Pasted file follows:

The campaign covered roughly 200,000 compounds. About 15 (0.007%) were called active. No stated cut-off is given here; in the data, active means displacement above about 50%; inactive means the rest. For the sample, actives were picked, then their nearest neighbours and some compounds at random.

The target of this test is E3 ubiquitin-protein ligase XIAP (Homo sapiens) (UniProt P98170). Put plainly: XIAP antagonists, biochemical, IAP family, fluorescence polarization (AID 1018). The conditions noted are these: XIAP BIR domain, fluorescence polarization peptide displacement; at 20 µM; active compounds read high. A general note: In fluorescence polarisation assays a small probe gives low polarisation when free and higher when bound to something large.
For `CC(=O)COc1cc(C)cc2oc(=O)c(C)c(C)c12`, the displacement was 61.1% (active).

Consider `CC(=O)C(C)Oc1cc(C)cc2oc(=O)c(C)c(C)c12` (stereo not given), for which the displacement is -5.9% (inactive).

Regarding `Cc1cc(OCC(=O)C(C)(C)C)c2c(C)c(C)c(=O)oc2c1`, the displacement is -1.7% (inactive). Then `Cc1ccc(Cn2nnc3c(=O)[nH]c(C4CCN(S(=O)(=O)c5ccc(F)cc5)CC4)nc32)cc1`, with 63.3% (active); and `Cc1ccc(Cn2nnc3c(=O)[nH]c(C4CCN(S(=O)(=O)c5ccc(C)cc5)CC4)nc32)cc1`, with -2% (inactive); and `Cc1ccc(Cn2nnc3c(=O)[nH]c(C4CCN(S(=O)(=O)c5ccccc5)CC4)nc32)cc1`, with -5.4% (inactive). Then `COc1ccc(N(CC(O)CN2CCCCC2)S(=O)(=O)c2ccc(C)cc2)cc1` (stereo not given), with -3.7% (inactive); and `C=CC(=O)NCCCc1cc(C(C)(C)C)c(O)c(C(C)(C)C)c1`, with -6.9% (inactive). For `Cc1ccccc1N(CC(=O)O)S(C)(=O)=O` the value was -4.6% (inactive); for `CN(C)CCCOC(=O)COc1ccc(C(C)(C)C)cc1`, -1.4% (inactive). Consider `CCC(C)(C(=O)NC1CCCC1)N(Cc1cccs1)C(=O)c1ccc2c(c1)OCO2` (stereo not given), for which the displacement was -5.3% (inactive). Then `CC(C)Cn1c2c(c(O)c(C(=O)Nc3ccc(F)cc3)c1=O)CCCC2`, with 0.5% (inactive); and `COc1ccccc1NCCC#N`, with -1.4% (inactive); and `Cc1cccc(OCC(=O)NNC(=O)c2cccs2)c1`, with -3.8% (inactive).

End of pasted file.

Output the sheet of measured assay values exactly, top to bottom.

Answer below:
The campaign covered roughly 200,000 compounds. About 15 (0.007%) were called active. No stated cut-off is given here; in the data, active means displacement above about 50%; inactive means the rest. For the sample, actives were picked, then their nearest neighbours and some compounds at random.

The target of this test is E3 ubiquitin-protein ligase XIAP (Homo sapiens) (UniProt P98170). Put plainly: XIAP antagonists, biochemical, IAP family, fluorescence polarization (AID 1018). The conditions noted are these: XIAP BIR domain, fluorescence polarization peptide displacement; at 20 µM; active compounds read high. A general note: In fluorescence polarisation assays a small probe gives low polarisation when free and higher when bound to something large.
For `CC(=O)COc1cc(C)cc2oc(=O)c(C)c(C)c12`, the displacement was 61.1% (active).

Consider `CC(=O)C(C)Oc1cc(C)cc2oc(=O)c(C)c(C)c12` (stereo not given), for which the displacement is -5.9% (inactive).

Regarding `Cc1cc(OCC(=O)C(C)(C)C)c2c(C)c(C)c(=O)oc2c1`, the displacement is -1.7% (inactive). Then `Cc1ccc(Cn2nnc3c(=O)[nH]c(C4CCN(S(=O)(=O)c5ccc(F)cc5)CC4)nc32)cc1`, with 63.3% (active); and `Cc1ccc(Cn2nnc3c(=O)[nH]c(C4CCN(S(=O)(=O)c5ccc(C)cc5)CC4)nc32)cc1`, with -2% (inactive); and `Cc1ccc(Cn2nnc3c(=O)[nH]c(C4CCN(S(=O)(=O)c5ccccc5)CC4)nc32)cc1`, with -5.4% (inactive). Then `COc1ccc(N(CC(O)CN2CCCCC2)S(=O)(=O)c2ccc(C)cc2)cc1` (stereo not given), with -3.7% (inactive); and `C=CC(=O)NCCCc1cc(C(C)(C)C)c(O)c(C(C)(C)C)c1`, with -6.9% (inactive). For `Cc1ccccc1N(CC(=O)O)S(C)(=O)=O` the value was -4.6% (inactive); for `CN(C)CCCOC(=O)COc1ccc(C(C)(C)C)cc1`, -1.4% (inactive). Consider `CCC(C)(C(=O)NC1CCCC1)N(Cc1cccs1)C(=O)c1ccc2c(c1)OCO2` (stereo not given), for which the displacement was -5.3% (inactive). Then `CC(C)Cn1c2c(c(O)c(C(=O)Nc3ccc(F)cc3)c1=O)CCCC2`, with 0.5% (inactive); and `COc1ccccc1NCCC#N`, with -1.4% (inactive); and `Cc1cccc(OCC(=O)NNC(=O)c2cccs2)c1`, with -3.8% (inactive).